Arguably, the most high-profile athlete at the 2016 Olympics in Rio is Michael Phelps. The American swimmer has more Olympic medals than anybody else in history, and holds many, many other world records as well. But since he stepped into the pool at the 2016 games, many viewers have been wondering: Just what the heck are those spots on Phelps' back?
Phelps appeared with circular red spots on his shoulder and back. They looked a little bit like bruises, but they weren't. In fact, those marks are the result of a practice known as "cupping therapy," which is popular amongst competitive athletes and, according to WebMD, dates back to ancient times. Athletes use the technique to alleviate general wear-and-tear and promote blood flow.
Here's how it works: A cup is placed on the part of the body that's feeling sore, and through one of two methods, suction is created in the cup. The suction pulls the skin upward and promotes blood flow to that part of the body — and in its wake, it leaves behind a circular red splotch.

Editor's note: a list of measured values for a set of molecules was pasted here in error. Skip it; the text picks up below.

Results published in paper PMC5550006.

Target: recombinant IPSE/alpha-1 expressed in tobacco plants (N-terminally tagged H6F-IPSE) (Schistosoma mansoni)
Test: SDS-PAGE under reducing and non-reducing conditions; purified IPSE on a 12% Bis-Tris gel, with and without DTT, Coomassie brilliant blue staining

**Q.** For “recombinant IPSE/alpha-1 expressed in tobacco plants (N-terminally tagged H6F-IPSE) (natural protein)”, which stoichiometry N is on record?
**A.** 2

There are different ways to create the suction. The first, which Phelps used, is to place a flammable substance inside a cup, light it on fire, blow the fire out, and then put the cup on the skin. As the inside of the glass cools, that naturally creates a suction inside the cup. The second method is to simply attach a pump to the cup and, well, pump it. Cups with pre-attached pumps are cheap — a full set goes for around $15 on Amazon.
Phelps isn't the only Olympian to use the cupping approach to muscle soreness. Gymnast Alex Naddour, also of the American team, is a vocal cupping proponent, calling it "better than any money I've spent on anything else" to treat his physical ailments. And it's not reserved for athletes; cupping has become something of a trend amongst Hollywood celebrities as well, with Gwyneth Paltrow, Jennifer Aniston, and Victoria Beckham and others praising the cup and its healing properties.
Around a year ago, Phelps posted a picture on Instagram of himself whilst cupping. It's a fairly bizarre-looking practice, but on the other hand, hey, whatever works. Clearly, the technique certainly isn't hurting Phelps' abilities, considering he just took home yet another gold medal.